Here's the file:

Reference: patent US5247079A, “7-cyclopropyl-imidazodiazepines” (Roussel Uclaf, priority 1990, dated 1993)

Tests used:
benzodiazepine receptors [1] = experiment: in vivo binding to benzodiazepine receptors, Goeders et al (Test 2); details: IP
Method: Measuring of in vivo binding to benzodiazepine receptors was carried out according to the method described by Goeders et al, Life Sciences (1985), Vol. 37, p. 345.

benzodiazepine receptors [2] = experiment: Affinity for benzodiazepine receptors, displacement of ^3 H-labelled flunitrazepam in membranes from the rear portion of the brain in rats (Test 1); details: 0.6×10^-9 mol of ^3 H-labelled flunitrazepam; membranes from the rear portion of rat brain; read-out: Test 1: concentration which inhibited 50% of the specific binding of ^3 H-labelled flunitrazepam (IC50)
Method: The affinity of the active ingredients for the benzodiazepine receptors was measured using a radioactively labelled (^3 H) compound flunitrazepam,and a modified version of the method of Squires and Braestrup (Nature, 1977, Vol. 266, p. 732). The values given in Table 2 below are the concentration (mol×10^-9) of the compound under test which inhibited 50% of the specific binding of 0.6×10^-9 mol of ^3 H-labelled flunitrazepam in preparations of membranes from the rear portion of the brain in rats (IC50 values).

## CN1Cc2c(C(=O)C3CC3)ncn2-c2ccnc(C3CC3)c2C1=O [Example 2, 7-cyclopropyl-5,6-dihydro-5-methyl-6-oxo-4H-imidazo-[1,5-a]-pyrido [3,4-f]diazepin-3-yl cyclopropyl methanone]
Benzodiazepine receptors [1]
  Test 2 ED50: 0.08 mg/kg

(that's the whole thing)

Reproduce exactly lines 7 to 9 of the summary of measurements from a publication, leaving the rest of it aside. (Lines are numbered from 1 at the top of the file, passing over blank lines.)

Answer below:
## CN1Cc2c(C(=O)C3CC3)ncn2-c2ccnc(C3CC3)c2C1=O [Example 2, 7-cyclopropyl-5,6-dihydro-5-methyl-6-oxo-4H-imidazo-[1,5-a]-pyrido [3,4-f]diazepin-3-yl cyclopropyl methanone]
Benzodiazepine receptors [1]
  Test 2 ED50: 0.08 mg/kg